In spite of the sighs of many homeowners, or the teenagers who live with them, the falling of autumn leaves presents more than an undesirable means to build up biceps. The leaves also deliver a key ingredient for creating compost.
"Compost is actually made of two parts brown material and one part green material," said Charles Phillips, the agriculture and natural resources agent for the Columbia County Extension Services.
The brown material can be anything like leaves, wheat straw or hay, and the green commonly comes from kitchen waste or grass clippings.
The brown materials are higher in carbon but low in nitrogen, while the green materials are the opposite. The combination of these two elements is essential to producing compost.
According to Phillips, the ideal place to store the materials is in "a container made from wire that's about 5 feet across and 5 feet tall," he said.
A large container is optimal, because, "bigger piles build up more heat and generate compost faster," he said.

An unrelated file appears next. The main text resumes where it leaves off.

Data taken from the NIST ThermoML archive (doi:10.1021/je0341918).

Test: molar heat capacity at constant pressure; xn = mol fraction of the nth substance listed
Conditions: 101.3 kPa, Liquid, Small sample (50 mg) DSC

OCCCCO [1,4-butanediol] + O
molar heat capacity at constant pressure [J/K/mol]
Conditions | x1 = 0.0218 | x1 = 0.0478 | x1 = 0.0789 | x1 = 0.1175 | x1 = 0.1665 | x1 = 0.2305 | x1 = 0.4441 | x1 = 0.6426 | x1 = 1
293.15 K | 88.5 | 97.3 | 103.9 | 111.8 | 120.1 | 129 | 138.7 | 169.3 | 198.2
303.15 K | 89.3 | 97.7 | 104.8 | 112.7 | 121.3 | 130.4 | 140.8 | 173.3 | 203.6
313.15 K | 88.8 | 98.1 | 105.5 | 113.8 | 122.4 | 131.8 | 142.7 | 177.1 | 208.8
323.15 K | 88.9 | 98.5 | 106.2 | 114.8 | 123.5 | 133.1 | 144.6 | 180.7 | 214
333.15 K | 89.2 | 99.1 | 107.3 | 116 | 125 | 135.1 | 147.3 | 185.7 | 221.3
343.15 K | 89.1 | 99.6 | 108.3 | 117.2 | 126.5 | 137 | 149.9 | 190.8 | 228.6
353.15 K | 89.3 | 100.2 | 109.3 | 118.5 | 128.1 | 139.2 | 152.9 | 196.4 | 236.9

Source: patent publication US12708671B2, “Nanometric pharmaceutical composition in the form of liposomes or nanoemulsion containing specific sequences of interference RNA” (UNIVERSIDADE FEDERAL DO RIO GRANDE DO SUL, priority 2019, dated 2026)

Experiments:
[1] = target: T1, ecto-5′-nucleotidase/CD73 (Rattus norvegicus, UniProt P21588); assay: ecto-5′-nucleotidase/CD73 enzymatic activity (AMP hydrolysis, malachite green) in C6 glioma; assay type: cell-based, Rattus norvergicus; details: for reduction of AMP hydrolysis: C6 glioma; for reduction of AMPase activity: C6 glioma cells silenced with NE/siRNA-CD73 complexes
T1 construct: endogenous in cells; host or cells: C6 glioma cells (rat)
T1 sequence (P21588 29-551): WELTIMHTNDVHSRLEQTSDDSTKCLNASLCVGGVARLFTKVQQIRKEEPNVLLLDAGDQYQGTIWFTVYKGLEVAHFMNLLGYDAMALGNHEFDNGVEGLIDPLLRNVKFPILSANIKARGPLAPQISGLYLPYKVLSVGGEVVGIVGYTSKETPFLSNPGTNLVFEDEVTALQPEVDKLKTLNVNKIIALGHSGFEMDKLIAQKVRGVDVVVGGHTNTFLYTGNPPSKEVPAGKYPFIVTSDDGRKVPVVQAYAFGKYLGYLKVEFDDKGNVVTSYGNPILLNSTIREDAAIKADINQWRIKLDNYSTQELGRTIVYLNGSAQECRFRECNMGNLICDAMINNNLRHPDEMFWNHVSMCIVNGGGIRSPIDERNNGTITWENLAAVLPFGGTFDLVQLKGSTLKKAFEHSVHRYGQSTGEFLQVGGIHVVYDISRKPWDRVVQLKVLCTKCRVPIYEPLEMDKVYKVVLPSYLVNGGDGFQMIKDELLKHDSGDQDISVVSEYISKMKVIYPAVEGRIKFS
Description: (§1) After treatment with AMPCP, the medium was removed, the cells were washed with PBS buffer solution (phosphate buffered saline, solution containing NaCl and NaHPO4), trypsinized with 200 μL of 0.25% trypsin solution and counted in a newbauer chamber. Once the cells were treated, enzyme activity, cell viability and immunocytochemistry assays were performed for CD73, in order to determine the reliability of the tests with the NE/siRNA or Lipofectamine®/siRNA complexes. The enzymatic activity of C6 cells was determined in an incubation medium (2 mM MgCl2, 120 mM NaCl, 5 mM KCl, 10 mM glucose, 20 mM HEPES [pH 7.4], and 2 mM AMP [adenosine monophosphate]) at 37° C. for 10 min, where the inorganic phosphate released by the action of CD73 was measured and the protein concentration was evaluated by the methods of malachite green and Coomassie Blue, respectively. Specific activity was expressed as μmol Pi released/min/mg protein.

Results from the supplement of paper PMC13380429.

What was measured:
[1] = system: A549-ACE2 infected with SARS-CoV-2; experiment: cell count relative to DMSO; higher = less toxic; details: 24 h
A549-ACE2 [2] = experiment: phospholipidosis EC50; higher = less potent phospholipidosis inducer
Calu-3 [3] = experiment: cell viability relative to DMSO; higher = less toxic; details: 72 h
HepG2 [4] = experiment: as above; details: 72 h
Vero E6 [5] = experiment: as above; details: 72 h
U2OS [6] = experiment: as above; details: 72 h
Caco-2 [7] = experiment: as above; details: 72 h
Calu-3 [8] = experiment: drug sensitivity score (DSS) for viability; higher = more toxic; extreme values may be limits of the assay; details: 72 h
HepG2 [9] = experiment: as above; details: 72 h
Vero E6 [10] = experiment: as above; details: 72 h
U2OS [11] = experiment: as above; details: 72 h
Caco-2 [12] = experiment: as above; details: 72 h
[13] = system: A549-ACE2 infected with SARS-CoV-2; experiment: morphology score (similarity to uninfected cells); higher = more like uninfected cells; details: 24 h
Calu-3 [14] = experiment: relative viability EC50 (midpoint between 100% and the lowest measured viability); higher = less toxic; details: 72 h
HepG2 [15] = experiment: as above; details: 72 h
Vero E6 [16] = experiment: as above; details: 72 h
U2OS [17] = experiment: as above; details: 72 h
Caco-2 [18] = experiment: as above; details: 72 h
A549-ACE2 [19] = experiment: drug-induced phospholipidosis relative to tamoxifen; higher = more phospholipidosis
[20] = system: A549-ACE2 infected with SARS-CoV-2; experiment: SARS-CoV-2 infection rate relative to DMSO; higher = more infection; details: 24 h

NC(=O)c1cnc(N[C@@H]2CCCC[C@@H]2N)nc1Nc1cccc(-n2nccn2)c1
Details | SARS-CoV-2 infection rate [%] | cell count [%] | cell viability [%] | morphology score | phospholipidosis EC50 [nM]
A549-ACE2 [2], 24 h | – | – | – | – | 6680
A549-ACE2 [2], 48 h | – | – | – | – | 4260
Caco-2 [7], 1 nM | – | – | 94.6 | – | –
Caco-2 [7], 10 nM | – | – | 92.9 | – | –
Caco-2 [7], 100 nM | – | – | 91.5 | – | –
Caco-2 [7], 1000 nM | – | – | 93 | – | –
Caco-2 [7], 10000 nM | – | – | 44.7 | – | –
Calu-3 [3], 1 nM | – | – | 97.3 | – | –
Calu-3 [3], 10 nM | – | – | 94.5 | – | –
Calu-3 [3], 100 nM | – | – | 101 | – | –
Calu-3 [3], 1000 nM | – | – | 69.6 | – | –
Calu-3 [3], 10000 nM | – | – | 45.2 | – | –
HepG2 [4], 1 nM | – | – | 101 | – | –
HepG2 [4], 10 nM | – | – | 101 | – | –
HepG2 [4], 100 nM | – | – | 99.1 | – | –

With materials consistently added to the pile, gardeners will quickly notice a change in the materials because of decomposition.
"The materials will begin to seep down in the first two to three weeks," Phillips said.
Watching the movement of a compost pile is essential to knowing when to turn its contents.
"When it stops moving, then you want to take a pitch fork and toss it around," Phillips said. Doing this loosens the oxygen, "and it's ideal to do this every two to three weeks."
Air circulation is important, because most of the organisms that foster decomposition in a compost pile need air to survive.
Another key to creating a successful compost pile is keeping it moist.
"You don't want it excessively wet, but not completely dry, because fungi will not grow when it's dry," Phillips said.
In time, the investment of collecting materials and turning the piles will yield material that will boost soil fertility and stimulate healthy root development for plants.
"In about seven to eight months, you'll have good compost that can be used in the garden or even (on) houseplants," Phillips said.
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